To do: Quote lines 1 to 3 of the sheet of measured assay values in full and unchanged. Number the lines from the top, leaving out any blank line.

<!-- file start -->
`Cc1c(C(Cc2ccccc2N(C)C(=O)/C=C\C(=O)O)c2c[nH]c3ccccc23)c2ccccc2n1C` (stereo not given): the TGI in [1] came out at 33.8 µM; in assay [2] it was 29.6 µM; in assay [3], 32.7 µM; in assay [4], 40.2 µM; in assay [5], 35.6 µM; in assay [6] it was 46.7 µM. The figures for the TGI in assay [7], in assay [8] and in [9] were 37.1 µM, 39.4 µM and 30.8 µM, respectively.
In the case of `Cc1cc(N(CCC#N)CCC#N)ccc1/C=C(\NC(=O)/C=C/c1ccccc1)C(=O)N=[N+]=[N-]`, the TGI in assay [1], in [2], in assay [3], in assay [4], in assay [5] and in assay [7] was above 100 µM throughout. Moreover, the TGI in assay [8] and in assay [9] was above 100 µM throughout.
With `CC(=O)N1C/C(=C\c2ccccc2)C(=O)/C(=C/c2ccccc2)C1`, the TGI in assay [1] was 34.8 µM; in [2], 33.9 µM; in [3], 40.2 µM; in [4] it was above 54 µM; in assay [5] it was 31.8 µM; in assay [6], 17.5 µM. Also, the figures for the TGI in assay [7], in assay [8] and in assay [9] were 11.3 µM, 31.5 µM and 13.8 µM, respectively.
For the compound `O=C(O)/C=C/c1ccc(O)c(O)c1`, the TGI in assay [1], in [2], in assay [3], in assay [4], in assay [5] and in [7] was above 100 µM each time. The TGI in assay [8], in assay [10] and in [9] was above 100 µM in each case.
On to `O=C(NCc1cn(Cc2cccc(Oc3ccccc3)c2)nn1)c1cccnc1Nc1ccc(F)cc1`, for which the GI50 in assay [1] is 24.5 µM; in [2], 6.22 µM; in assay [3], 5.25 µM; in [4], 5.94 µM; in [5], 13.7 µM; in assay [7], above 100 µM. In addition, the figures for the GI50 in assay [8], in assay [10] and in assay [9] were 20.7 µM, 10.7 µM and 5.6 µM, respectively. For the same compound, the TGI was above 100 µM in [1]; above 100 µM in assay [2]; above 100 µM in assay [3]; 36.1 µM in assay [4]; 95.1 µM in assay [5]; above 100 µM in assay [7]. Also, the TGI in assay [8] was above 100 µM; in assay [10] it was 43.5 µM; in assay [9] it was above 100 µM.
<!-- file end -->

`Cc1c(C(Cc2ccccc2N(C)C(=O)/C=C\C(=O)O)c2c[nH]c3ccccc23)c2ccccc2n1C` (stereo not given): the TGI in [1] came out at 33.8 µM; in assay [2] it was 29.6 µM; in assay [3], 32.7 µM; in assay [4], 40.2 µM; in assay [5], 35.6 µM; in assay [6] it was 46.7 µM. The figures for the TGI in assay [7], in assay [8] and in [9] were 37.1 µM, 39.4 µM and 30.8 µM, respectively.
In the case of `Cc1cc(N(CCC#N)CCC#N)ccc1/C=C(\NC(=O)/C=C/c1ccccc1)C(=O)N=[N+]=[N-]`, the TGI in assay [1], in [2], in assay [3], in assay [4], in assay [5] and in assay [7] was above 100 µM throughout. Moreover, the TGI in assay [8] and in assay [9] was above 100 µM throughout.
With `CC(=O)N1C/C(=C\c2ccccc2)C(=O)/C(=C/c2ccccc2)C1`, the TGI in assay [1] was 34.8 µM; in [2], 33.9 µM; in [3], 40.2 µM; in [4] it was above 54 µM; in assay [5] it was 31.8 µM; in assay [6], 17.5 µM. Also, the figures for the TGI in assay [7], in assay [8] and in assay [9] were 11.3 µM, 31.5 µM and 13.8 µM, respectively.